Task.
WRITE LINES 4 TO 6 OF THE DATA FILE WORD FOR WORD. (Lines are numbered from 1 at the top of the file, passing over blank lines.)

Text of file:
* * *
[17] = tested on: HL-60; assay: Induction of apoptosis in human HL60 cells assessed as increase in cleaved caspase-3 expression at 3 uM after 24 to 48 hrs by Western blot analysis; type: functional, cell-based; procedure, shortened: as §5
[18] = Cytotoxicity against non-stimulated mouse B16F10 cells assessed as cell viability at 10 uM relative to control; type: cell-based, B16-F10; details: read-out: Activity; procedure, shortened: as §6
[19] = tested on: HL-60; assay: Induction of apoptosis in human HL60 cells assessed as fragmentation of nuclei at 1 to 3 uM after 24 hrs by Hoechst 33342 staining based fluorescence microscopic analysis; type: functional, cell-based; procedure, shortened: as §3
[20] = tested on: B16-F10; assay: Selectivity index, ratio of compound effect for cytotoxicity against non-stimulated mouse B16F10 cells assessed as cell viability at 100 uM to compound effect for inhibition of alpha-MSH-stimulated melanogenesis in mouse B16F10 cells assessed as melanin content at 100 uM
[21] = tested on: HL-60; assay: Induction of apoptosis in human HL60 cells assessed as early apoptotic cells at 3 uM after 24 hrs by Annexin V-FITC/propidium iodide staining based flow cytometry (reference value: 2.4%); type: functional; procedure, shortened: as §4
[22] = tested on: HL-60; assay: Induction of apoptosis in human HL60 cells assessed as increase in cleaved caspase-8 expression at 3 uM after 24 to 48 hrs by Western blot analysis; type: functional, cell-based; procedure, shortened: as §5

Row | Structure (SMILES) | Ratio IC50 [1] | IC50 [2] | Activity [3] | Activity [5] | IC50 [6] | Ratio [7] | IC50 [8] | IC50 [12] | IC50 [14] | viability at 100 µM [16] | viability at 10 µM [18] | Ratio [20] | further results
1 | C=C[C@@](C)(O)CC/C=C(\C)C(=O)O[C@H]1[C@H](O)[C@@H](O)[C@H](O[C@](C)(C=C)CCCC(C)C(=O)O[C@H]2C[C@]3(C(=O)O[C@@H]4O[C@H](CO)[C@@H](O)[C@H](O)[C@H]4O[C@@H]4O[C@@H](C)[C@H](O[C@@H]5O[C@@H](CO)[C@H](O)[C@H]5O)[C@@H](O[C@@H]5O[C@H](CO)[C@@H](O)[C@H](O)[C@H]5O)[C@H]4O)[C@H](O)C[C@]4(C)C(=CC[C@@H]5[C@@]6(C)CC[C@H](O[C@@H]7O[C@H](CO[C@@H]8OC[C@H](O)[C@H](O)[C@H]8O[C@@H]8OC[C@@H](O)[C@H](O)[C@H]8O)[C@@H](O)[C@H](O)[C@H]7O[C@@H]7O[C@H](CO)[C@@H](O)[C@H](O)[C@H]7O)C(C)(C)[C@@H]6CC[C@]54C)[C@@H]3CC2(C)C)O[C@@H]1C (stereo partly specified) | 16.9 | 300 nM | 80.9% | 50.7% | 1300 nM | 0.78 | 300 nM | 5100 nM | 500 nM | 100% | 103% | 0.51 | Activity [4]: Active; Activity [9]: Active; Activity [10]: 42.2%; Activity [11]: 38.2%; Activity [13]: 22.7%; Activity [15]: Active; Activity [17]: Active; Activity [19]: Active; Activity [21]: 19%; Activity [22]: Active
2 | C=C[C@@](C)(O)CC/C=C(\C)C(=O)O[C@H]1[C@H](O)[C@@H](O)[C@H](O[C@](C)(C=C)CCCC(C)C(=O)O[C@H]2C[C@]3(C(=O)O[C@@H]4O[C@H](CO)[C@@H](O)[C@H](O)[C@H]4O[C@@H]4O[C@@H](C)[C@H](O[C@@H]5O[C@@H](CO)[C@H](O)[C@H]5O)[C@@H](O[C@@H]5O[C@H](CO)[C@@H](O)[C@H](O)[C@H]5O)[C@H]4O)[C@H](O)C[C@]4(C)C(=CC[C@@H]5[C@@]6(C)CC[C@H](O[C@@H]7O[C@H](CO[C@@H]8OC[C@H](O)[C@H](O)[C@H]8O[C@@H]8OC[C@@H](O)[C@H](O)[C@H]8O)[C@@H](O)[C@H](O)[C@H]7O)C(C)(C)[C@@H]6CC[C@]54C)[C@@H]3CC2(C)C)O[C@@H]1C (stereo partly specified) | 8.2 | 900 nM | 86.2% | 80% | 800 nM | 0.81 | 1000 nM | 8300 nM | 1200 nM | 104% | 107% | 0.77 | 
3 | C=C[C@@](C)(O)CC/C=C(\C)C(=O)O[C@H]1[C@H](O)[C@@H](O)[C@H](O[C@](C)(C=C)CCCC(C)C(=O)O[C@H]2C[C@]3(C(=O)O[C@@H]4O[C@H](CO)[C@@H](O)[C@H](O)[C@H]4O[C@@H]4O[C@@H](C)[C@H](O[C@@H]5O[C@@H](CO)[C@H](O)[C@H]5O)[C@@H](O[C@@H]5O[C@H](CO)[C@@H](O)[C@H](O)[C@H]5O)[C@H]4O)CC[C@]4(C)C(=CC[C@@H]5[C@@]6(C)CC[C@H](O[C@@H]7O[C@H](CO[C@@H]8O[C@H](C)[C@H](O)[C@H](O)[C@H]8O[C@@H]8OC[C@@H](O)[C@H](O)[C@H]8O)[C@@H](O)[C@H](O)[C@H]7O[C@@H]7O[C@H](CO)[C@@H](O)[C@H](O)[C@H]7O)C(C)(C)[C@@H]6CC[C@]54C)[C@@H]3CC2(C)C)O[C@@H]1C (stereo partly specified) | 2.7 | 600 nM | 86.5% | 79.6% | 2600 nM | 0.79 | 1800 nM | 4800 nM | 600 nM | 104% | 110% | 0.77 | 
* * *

[20] = tested on: B16-F10; assay: Selectivity index, ratio of compound effect for cytotoxicity against non-stimulated mouse B16F10 cells assessed as cell viability at 100 uM to compound effect for inhibition of alpha-MSH-stimulated melanogenesis in mouse B16F10 cells assessed as melanin content at 100 uM
[21] = tested on: HL-60; assay: Induction of apoptosis in human HL60 cells assessed as early apoptotic cells at 3 uM after 24 hrs by Annexin V-FITC/propidium iodide staining based flow cytometry (reference value: 2.4%); type: functional; procedure, shortened: as §4
[22] = tested on: HL-60; assay: Induction of apoptosis in human HL60 cells assessed as increase in cleaved caspase-8 expression at 3 uM after 24 to 48 hrs by Western blot analysis; type: functional, cell-based; procedure, shortened: as §5